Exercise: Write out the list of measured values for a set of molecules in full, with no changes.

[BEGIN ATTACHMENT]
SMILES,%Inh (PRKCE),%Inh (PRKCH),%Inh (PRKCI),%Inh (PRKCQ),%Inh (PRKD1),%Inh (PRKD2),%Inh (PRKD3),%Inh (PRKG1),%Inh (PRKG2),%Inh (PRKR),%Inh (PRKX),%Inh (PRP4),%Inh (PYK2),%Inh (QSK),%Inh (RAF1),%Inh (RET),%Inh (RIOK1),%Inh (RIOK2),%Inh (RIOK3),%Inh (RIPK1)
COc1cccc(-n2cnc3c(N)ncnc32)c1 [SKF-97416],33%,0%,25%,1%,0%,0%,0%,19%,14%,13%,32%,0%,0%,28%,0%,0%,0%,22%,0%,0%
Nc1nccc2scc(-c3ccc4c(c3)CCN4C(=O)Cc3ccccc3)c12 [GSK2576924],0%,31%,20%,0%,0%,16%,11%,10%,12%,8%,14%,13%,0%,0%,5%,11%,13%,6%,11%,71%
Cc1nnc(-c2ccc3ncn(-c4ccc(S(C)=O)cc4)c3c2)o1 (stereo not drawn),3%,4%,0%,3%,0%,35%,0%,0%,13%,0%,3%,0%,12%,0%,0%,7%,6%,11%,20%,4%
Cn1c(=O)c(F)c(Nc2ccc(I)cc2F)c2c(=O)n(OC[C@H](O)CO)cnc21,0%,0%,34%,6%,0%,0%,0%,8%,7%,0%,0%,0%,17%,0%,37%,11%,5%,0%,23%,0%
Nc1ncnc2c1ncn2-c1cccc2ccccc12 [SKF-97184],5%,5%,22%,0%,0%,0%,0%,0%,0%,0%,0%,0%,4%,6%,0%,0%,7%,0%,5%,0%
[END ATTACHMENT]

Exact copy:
SMILES,%Inh (PRKCE),%Inh (PRKCH),%Inh (PRKCI),%Inh (PRKCQ),%Inh (PRKD1),%Inh (PRKD2),%Inh (PRKD3),%Inh (PRKG1),%Inh (PRKG2),%Inh (PRKR),%Inh (PRKX),%Inh (PRP4),%Inh (PYK2),%Inh (QSK),%Inh (RAF1),%Inh (RET),%Inh (RIOK1),%Inh (RIOK2),%Inh (RIOK3),%Inh (RIPK1)
COc1cccc(-n2cnc3c(N)ncnc32)c1 [SKF-97416],33%,0%,25%,1%,0%,0%,0%,19%,14%,13%,32%,0%,0%,28%,0%,0%,0%,22%,0%,0%
Nc1nccc2scc(-c3ccc4c(c3)CCN4C(=O)Cc3ccccc3)c12 [GSK2576924],0%,31%,20%,0%,0%,16%,11%,10%,12%,8%,14%,13%,0%,0%,5%,11%,13%,6%,11%,71%
Cc1nnc(-c2ccc3ncn(-c4ccc(S(C)=O)cc4)c3c2)o1 (stereo not drawn),3%,4%,0%,3%,0%,35%,0%,0%,13%,0%,3%,0%,12%,0%,0%,7%,6%,11%,20%,4%
Cn1c(=O)c(F)c(Nc2ccc(I)cc2F)c2c(=O)n(OC[C@H](O)CO)cnc21,0%,0%,34%,6%,0%,0%,0%,8%,7%,0%,0%,0%,17%,0%,37%,11%,5%,0%,23%,0%
Nc1ncnc2c1ncn2-c1cccc2ccccc12 [SKF-97184],5%,5%,22%,0%,0%,0%,0%,0%,0%,0%,0%,0%,4%,6%,0%,0%,7%,0%,5%,0%